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Superregnum: Eukaryota
Cladus: Unikonta
Cladus: Opisthokonta
Cladus: Holozoa
Regnum: Animalia
Subregnum: Eumetazoa
Cladus: Bilateria
Cladus: Nephrozoa
Superphylum: Deuterostomia
Phylum: Chordata
Subphylum: Vertebrata
Infraphylum: Gnathostomata
Megaclassis: Osteichthyes
Cladus: Sarcopterygii
Cladus: Rhipidistia
Cladus: Tetrapodomorpha
Cladus: Eotetrapodiformes
Cladus: Elpistostegalia
Superclassis: Tetrapoda
Cladus: Reptiliomorpha
Cladus: Amniota
Classis: Reptilia
Cladus: Eureptilia
Cladus: Romeriida
Subclassis: Diapsida
Cladus: Sauria
Infraclassis: Archosauromorpha
Cladus: Crurotarsi
Divisio: Archosauria
Cladus: Avemetatarsalia
Cladus: Ornithodira
Subtaxon: Dinosauromorpha
Cladus: Dinosauriformes
Cladus: Dracohors
Cladus: Dinosauria
Ordo: Saurischia
Cladus: Eusaurischia
Cladus: Theropoda
Cladus: Neotheropoda
Cladus: Averostra
Cladus: Tetanurae
Cladus: Avetheropoda
Cladus: Coelurosauria
Cladus: Tyrannoraptora
Cladus: Maniraptoromorpha
Cladus: Maniraptoriformes
Cladus: Maniraptora
Cladus: Pennaraptora
Cladus: Paraves
Cladus: Eumaniraptora
Cladus: Avialae
Infraclassis: Aves
Cladus: Euavialae
Cladus: Avebrevicauda
Cladus: Pygostylia
Cladus: Ornithothoraces
Cladus: Ornithuromorpha
Cladus: Carinatae
Parvclassis: Neornithes
Cohors: Neognathae
Cladus: Neoaves
Ordo: Charadriiformes
Subordo: Charadrii

Familia: Thinocoridae
Genera: Attagis - Thinocorus
Name

Thinocoridae Gray, 1845
Vernacular names
English: Seedsnipe
suomi: Ylänköjuoksijat
français: Thinocoridae
Nederlands: Kwartelsnippen
português: Thinocoridae
Türkçe: Toygar yağmurcunugiller
中文: 籽鹬科

The seedsnipes are a small family, Thinocoridae, of small gregarious waders which have adapted to a herbivorous diet. The family is divided into two genera, Attagis and Thinocorus, each containing two species. The family has a South American distribution, in the Andean and Patagonian regions. The relationships with other families within the order Charadriiformes are uncertain, it has been suggested that the plains wanderer of Australia, the jacanas and the painted snipes are their closest relatives.[1] The plains wanderer in particular has a similar feeding ecology, although differs markedly in breeding biology. The family's common name is misleading, as they do not resemble true snipe, having short bills on small heads, and seeds do not form a major part of the diet.[2] One species Thinocorus rumicivorus is however known to feed on the fleshy flower petal appendages of Calceolaria uniflora, a species of Scrophularaceae. In the process of feeding on these sugar rich appendages, they also pollinate the flowers.[3]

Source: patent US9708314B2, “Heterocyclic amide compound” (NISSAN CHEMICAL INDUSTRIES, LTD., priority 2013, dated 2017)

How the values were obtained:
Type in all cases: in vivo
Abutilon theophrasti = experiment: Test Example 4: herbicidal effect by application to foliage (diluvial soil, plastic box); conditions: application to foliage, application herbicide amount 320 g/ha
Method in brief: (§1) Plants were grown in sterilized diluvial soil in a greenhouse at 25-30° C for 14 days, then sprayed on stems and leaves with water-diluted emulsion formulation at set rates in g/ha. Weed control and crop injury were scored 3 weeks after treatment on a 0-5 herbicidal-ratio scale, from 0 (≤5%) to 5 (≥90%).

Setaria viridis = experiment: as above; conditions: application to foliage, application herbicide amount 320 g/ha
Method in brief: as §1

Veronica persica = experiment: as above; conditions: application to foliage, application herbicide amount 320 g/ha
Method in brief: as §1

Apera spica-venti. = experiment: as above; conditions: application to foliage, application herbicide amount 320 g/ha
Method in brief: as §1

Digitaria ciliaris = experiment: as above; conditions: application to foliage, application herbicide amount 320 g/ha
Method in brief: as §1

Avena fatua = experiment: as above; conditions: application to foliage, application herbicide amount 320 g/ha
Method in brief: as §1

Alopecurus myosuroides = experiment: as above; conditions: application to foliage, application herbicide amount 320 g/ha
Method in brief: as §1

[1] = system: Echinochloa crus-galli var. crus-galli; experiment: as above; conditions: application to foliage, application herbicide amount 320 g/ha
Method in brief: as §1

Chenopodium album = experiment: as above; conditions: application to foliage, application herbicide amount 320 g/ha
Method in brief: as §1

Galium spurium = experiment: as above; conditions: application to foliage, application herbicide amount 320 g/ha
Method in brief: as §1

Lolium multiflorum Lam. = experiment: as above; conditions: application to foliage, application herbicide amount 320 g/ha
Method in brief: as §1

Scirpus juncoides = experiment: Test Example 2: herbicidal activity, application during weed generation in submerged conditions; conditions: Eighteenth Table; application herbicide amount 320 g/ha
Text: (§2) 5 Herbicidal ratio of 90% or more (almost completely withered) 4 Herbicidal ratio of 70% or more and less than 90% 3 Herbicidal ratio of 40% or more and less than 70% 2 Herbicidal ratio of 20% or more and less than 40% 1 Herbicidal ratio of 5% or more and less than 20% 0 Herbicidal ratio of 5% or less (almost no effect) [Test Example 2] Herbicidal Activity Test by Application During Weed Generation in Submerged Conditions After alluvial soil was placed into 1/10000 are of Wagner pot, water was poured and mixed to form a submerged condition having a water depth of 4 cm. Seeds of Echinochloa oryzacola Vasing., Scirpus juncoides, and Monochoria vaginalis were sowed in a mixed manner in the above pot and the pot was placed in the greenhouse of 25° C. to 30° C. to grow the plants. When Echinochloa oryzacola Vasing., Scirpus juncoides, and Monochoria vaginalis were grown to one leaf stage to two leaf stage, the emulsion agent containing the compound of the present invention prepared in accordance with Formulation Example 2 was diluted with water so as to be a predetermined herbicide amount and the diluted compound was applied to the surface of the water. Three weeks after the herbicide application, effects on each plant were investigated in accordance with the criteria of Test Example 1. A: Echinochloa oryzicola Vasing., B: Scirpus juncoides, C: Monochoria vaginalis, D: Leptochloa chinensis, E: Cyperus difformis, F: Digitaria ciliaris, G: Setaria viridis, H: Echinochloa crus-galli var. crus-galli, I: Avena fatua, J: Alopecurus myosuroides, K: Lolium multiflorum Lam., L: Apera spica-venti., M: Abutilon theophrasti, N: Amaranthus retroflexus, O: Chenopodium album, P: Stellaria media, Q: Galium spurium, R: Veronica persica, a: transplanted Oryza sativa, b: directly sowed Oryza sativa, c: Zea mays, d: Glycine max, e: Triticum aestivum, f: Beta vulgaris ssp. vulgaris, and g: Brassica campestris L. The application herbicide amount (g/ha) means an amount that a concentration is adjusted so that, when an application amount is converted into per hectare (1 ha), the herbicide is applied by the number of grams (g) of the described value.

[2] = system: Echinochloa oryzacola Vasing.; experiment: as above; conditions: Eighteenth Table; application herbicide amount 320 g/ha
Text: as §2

They resemble grouse, quail and sandgrouse, only with long wings.[2] The seedsnipes in the genus Thinocorus are smaller, ranging in size from a sparrow to a snipe, whereas the genus Attagis are larger, the size of a ptarmigan. They have short legs (but long toes) and tails. The colour of their plumage is generally cryptic. There is some sexual dimorphism in the plumage of the Thinocorus species, the males have grey faces, necks and breasts.

Seedsnipes inhabit a variety of harsh environments, including grasslands, grass steppes, semi-arid deserts and alpine habitats. The rufous-bellied seedsnipe ranges as far up as to the snowline (5500 m).

Their 2–3 eggs are laid in a shallow scrape on the ground.
Species

Image Genus Species
Rufous-bellied Seedsnipe - Papallacta - Ecuador (16037976257).jpg Attagis (Saint-Hilaire and Lesson, 1831)
  • Rufous-bellied seedsnipe Attagis gayi
  • White-bellied seedsnipe Attagis malouinus
Grey-breasted Seedsnipe.jpg Thinocorus Eschscholtz, 1829
  • Grey-breasted seedsnipe Thinocorus orbignyanus
  • Least seedsnipe Thinocorus rumicivorus

References

van Tuinen, Marcel; Waterhouse, David & Dyke, Gareth J. (2004): Avian molecular systematics on the rebound: a fresh look at modern shorebird phylogenetic relationships. Journal of Avian Biology 35(3): 191-194.
Fjeldså, J. (1996) "Family Thinocoridae (Seedsnipes)" in del Hoyo, J.; Elliot, A. & Sargatal, J. (editors). (1996). Handbook of the Birds of the World. Volume 3: Hoatzin to Auks. Lynx Edicions. ISBN 84-87334-20-2
Sérsic, A. N.; Cocucci, A. A. (1996). "A Remarkable Case of Ornithophily in Calceolaria : Food Bodies as Rewards for a Non-nectarivorous Bird*". Botanica Acta. 109 (2): 172–176. doi:10.1111/j.1438-8677.1996.tb00558.x.

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